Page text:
See the comments of Justice Gillard in R v Mokbel & Mokbel  VSC 158 and Mokbel v Director of Public Prosecutions (Vic) & Director of Public Prosecutions (Cth)  VSC 487 in relation to the appropriateness of a person as a surety, whether the surety has taken adequate steps to ensure an accused answered their bail, and the penalties to which a surety is liable.
Before admitting a person to bail with a surety, the bail decision-maker must be satisfied of the means of the surety. This A document that sets out what a person wants to happen to their money and other property after they die. be done by asking on A person’s promise when they swear to tell the truth in court, or when signing an affidavit. A person taking an oath places one hand on the Bible or other holy book to demonstrate how seriously they take their promise. See also affirmation. any questions thought necessary, and by requiring the proposed surety to sign an A document that presents written evidence in a court case, setting out what a witness says is true. The witness must swear that it is true and correct in front of an authorised official. This can be done on oath or by affirmation. The person in whose name the document is sworn is called the deponent..
When is a surety released from their obligations?
When a person has been admitted to bail with a surety, the obligations of the surety continue until:
- the death of the surety (s 20);
- the accused appears at court in accordance with the undertaking;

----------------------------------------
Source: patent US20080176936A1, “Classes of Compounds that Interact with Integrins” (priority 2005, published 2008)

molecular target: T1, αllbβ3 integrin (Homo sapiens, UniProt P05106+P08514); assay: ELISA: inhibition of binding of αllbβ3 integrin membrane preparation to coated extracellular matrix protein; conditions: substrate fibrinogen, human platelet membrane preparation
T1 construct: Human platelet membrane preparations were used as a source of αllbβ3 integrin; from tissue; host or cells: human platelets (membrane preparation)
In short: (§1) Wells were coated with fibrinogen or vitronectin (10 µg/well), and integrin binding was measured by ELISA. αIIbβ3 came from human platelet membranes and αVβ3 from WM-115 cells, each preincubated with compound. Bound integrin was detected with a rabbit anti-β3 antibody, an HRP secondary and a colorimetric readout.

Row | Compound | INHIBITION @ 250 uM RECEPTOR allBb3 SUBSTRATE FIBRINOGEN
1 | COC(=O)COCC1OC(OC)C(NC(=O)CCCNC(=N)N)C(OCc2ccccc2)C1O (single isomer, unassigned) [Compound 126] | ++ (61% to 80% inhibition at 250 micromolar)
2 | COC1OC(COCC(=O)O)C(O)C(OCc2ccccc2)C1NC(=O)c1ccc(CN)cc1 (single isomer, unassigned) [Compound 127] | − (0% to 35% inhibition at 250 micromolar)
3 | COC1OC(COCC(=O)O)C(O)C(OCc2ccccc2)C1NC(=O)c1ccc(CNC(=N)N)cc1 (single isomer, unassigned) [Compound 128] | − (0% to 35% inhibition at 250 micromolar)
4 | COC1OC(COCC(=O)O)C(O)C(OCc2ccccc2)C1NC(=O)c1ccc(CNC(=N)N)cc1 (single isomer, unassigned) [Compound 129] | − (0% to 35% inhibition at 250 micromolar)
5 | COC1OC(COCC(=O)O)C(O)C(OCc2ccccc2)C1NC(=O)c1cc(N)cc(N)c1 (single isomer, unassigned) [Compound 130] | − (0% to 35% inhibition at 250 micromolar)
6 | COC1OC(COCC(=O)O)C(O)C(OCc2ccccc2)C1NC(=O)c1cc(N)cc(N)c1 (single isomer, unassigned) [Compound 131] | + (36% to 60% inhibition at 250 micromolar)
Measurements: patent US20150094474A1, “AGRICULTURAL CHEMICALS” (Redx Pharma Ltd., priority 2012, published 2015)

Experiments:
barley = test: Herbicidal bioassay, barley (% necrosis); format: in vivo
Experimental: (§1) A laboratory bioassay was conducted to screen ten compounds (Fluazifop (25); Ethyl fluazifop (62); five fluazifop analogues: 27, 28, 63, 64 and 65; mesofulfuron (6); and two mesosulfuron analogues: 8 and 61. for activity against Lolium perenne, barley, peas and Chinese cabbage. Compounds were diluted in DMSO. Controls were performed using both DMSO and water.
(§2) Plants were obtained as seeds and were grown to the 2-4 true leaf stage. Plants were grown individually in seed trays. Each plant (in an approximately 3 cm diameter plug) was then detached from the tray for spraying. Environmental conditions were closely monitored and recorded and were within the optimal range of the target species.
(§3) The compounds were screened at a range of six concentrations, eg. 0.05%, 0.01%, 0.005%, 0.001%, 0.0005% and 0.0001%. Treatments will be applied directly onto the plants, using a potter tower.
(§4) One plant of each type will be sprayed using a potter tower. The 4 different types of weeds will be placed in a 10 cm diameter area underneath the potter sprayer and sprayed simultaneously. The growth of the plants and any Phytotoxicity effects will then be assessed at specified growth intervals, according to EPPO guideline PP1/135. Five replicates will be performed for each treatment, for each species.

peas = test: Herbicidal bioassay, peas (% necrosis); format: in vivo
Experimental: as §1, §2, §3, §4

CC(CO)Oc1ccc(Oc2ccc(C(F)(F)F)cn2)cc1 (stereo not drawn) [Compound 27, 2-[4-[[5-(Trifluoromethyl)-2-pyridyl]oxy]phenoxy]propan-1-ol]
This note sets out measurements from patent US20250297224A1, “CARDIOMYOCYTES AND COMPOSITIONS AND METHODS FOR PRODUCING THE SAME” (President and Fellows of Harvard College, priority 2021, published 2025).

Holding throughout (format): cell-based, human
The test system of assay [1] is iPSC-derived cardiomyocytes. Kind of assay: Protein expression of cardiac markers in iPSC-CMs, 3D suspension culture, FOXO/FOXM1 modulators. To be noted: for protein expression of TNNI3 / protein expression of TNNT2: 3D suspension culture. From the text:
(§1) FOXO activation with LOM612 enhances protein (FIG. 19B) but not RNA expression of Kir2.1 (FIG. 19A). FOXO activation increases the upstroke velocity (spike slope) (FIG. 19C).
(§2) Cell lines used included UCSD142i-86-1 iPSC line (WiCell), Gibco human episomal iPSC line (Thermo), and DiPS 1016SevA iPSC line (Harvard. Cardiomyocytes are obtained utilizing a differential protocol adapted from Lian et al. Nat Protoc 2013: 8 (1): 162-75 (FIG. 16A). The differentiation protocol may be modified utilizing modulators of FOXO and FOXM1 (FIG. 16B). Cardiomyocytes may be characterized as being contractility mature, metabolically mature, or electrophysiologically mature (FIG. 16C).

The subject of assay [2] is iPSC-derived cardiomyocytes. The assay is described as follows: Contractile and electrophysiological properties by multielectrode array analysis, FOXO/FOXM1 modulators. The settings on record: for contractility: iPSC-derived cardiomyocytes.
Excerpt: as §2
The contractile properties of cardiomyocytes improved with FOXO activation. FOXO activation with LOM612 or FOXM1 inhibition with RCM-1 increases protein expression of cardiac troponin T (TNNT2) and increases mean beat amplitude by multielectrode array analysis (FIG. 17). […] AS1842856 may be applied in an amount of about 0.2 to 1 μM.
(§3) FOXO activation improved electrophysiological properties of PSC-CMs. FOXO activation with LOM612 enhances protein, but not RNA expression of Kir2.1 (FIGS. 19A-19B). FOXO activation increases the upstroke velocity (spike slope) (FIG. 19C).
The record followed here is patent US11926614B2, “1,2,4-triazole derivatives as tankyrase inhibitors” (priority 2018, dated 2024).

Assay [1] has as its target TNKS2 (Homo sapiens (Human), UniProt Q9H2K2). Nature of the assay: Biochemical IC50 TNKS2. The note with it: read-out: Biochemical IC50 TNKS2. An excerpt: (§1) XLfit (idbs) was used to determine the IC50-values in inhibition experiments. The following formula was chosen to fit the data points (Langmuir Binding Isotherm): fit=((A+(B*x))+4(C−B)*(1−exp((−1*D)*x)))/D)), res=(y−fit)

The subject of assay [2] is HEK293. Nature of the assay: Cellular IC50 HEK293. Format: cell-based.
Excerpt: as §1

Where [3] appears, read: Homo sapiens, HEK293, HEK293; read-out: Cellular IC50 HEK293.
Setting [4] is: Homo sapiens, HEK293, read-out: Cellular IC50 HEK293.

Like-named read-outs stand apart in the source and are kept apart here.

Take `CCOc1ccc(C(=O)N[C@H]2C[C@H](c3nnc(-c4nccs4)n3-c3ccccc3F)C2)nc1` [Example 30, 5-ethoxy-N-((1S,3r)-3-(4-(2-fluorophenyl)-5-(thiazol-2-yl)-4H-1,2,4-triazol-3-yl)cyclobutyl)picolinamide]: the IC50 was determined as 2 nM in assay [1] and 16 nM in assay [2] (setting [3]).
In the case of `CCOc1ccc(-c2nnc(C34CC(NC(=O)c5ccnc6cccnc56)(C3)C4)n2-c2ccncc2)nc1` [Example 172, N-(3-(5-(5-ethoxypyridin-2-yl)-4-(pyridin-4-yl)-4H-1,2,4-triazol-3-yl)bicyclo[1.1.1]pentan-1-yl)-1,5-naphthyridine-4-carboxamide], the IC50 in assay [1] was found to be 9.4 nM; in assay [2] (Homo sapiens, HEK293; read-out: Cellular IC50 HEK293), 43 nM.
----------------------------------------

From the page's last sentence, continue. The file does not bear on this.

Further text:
- if the accused appears at court in accordance with the undertaking and the matter is postponed or adjourned, until the accused again appears at court in accordance with the extended undertaking for bail (except where the surety elects at the initial granting of bail not to be liable on any extension of bail without further To agree to something being done, to approve an action or arrangement. See also informed consent.) (s 16);
- the surety applies to the police or court that granted the bail for a (1) To fulfil an obligation or be released from an obligation. For example, a debtor can discharge a debt by paying it; a prisoner can be discharged (released) from jail. of Legal responsibility, enforced by civil or criminal courts. (this application may be made by a surety at any time); in such cases, the accused is brought before the court and has to find another surety if they are to be released again on bail (s 23);
- the accused is remanded in custody pending The time and place at which a court or tribunal hears the parties argue their case and makes a decision. of the (1) A statement giving the details of a crime an accused person is claimed to have committed. (2) A personal property security. (3) A judge’s directions to a jury at the end of a case. (s 19).
Indemnifying a surety
It is an A criminal act prohibited by state or commonwealth criminal law. An offence is either a summary offence (minor) or an indictable offence (serious). for a person to indemnify (i.e. A binding promise made as reassurance that another person will carry out their legal obligations (e.g. paying a debt). The person making the promise is called a guarantor. If the person being guaranteed fails to pay, the guarantor becomes responsible for the debt.) a surety, or to indemnify any liability that the surety might incur arising from their surety obligations. The other person and the surety may be guilty of this offence, which carries a fine of 15 penalty units or three months’ imprisonment (s 31 Bail Act).